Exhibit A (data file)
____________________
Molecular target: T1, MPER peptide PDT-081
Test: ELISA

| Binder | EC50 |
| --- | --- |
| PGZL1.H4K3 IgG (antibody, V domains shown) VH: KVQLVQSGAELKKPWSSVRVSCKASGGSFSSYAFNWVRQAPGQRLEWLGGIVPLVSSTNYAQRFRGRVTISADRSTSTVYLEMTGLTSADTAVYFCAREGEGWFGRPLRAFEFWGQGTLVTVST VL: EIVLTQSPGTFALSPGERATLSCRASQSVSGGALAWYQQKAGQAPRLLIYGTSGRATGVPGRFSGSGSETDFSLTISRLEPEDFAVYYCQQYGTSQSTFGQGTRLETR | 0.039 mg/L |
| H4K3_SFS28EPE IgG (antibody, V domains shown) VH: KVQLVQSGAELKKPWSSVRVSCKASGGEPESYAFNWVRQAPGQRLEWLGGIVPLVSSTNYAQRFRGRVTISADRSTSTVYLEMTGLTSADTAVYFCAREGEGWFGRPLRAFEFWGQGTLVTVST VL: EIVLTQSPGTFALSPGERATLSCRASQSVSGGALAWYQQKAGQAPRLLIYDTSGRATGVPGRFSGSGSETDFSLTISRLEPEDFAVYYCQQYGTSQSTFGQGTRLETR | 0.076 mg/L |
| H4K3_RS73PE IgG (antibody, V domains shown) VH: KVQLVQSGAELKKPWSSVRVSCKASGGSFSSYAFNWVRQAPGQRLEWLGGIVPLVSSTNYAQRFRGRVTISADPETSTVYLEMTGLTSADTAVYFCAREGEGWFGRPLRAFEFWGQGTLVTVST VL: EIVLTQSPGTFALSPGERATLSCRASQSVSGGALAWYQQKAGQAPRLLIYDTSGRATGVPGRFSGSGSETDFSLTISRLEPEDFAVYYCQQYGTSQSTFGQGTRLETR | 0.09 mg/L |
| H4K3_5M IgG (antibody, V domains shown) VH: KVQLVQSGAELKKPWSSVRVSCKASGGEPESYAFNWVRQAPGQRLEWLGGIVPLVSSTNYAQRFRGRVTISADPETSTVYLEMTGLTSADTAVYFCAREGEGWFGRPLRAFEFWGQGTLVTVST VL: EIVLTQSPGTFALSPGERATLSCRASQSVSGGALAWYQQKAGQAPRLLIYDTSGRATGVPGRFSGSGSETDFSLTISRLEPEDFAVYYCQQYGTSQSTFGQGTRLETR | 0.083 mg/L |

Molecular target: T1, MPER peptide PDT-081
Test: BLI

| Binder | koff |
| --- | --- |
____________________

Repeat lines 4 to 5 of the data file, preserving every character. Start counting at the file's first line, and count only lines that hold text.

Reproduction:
| --- | --- |
| PGZL1.H4K3 IgG (antibody, V domains shown) VH: KVQLVQSGAELKKPWSSVRVSCKASGGSFSSYAFNWVRQAPGQRLEWLGGIVPLVSSTNYAQRFRGRVTISADRSTSTVYLEMTGLTSADTAVYFCAREGEGWFGRPLRAFEFWGQGTLVTVST VL: EIVLTQSPGTFALSPGERATLSCRASQSVSGGALAWYQQKAGQAPRLLIYGTSGRATGVPGRFSGSGSETDFSLTISRLEPEDFAVYYCQQYGTSQSTFGQGTRLETR | 0.039 mg/L |